The Columbia Valley’s villages and towns are about the same size they were five years ago, according to 2011 census figures released by Statistics Canada today.
Most of the valley’s communities grew or shrank by no more than six per cent, while rural and incorporated areas posted slightly steeper drop-offs in population. Of all the communities identified by Stats Can, the Shuswap First Nation posted the most dramatic growth numbers in the area, with a 73.4 per cent population change since the last census in 2006.
According to the new census data, the District of Invermere’s population declined by 47 people, bringing it from 3,002 in 2006 to 2,955 today.
Radium Hot Springs grew by almost the same amount, going from 735 to 777, while the village of Canal Flats added just over a dozen to its numbers, growing to 715 from 700 in 2011.
Fairmont Hot Springs also declined slightly. Its population now stands at 476, down from 501 at the last count.
The Windermere area (which includes homes between the Invermere crossroads and the Windermere Valley Golf Course) also lost more than 200 people between census counts, falling from 1,259 to 1,019.
Falling populations were a trend throughout the unincorporated parts of the valley, with Electoral Areas G and F losing more than 400 people between them. In Area G, which includes communities such as Wilmer, Edgewater and Brisco, the population shrank from 1,563 to 1,412. In Area F, it’s down to 2,635 from 2,939 in 2006.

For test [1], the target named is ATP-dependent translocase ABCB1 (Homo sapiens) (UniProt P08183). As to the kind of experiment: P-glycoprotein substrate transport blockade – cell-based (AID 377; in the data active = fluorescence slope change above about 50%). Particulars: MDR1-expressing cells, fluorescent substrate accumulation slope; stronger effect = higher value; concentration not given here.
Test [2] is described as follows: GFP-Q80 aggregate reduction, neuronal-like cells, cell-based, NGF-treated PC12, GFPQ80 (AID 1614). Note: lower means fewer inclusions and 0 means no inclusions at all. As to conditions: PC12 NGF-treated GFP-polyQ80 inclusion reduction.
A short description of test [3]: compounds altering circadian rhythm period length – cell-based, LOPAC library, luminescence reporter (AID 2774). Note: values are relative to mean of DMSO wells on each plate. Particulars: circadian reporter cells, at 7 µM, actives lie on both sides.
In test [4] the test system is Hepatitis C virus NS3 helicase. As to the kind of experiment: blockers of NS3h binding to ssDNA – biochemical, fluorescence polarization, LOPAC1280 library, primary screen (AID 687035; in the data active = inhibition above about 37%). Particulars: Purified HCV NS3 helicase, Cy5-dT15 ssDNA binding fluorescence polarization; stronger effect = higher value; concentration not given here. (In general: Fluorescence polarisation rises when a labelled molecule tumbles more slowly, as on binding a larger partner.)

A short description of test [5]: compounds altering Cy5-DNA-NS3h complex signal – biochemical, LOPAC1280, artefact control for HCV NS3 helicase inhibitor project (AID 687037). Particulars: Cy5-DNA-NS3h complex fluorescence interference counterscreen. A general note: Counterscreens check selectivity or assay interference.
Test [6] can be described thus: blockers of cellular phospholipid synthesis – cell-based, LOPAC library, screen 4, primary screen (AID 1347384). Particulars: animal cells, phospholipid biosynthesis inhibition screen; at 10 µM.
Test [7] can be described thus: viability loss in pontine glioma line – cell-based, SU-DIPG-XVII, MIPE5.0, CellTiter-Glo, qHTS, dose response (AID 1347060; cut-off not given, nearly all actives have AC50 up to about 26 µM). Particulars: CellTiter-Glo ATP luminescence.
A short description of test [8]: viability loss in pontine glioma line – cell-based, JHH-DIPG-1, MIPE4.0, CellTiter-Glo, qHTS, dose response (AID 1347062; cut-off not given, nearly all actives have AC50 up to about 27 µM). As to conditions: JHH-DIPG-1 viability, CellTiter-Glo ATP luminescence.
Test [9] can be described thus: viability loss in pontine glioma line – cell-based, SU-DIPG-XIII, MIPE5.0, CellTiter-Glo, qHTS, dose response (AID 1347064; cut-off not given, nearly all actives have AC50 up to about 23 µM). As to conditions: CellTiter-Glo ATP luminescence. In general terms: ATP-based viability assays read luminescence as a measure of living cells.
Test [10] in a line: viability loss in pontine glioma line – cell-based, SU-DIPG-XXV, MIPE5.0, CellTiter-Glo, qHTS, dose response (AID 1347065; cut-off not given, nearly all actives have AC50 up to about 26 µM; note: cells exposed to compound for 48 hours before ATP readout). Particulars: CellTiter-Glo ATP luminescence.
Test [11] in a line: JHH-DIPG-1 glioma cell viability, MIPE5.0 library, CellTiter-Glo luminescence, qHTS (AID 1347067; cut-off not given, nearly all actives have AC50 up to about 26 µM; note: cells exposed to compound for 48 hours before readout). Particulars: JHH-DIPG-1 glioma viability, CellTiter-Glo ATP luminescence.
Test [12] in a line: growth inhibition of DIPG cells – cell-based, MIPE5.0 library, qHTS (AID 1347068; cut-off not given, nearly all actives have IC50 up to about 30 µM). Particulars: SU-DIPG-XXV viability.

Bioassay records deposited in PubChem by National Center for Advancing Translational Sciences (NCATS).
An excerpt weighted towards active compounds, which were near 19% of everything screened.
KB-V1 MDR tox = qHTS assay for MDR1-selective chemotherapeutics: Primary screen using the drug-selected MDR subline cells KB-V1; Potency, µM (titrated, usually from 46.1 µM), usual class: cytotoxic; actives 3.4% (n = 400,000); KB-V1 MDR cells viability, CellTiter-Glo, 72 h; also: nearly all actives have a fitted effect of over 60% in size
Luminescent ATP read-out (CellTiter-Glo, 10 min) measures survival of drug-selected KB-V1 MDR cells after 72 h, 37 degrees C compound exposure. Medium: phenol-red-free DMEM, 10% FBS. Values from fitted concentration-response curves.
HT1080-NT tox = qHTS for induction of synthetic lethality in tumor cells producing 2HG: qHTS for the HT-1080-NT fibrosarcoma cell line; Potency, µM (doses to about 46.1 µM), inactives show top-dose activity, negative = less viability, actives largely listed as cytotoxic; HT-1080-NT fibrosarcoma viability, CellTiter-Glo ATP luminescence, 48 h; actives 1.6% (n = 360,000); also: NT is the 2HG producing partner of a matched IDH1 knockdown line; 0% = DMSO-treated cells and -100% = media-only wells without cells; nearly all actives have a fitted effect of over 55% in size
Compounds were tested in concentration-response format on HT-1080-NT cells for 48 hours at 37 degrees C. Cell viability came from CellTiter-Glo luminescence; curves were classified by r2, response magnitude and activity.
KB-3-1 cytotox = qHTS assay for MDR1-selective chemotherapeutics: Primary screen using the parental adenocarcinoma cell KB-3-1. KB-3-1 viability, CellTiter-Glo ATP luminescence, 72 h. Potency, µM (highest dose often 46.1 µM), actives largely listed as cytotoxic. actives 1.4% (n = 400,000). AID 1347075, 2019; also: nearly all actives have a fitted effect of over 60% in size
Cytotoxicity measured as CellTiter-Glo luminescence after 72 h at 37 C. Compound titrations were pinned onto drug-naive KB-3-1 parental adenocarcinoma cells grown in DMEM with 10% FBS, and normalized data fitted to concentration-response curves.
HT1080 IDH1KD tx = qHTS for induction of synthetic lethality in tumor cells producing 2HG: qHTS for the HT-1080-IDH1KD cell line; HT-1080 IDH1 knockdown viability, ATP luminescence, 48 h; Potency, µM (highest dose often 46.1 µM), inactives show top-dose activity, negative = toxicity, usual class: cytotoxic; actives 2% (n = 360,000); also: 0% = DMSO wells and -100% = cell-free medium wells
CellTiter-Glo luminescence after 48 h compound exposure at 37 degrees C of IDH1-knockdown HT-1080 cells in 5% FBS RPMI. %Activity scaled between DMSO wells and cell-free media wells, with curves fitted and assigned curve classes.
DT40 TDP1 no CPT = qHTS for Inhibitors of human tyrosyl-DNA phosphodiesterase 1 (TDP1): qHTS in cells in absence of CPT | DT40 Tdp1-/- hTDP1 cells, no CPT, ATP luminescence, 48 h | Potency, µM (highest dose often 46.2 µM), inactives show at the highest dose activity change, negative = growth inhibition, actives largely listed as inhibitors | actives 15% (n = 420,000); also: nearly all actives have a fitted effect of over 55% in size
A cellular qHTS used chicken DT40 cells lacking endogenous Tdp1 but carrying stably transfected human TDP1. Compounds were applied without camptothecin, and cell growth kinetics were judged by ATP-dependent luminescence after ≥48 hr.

The valley’s reserve lands, meanwhile, moved in opposite directions. The population of the Akisqnuk First Nation dropped slightly, to 131 from 153 at the last count.
The Shuswap First Nation, meanwhile, posted the highest growth numbers seen in the valley, adding 124 people to its tally for a count of 293.
As in the valley, changes for the region as a whole were minimal over the last five years. Overall, the East Kootenay grew slightly between 2006 and 2011, though only by a little more than 1,000 people.
This round of census data also included population density numbers for each of the communities— the percentage of private dwellings in a community that are actually occupied by permanent residents.
Not surprisingly, portions of the valley known for their second-homeowner and snowbird populations tended to have the lowest figures here. Windermere led the pack, with only 23 per cent of its more than 1,800 dwellings occupied, while Radium and Area F both posted occupancy rates around 30 per cent.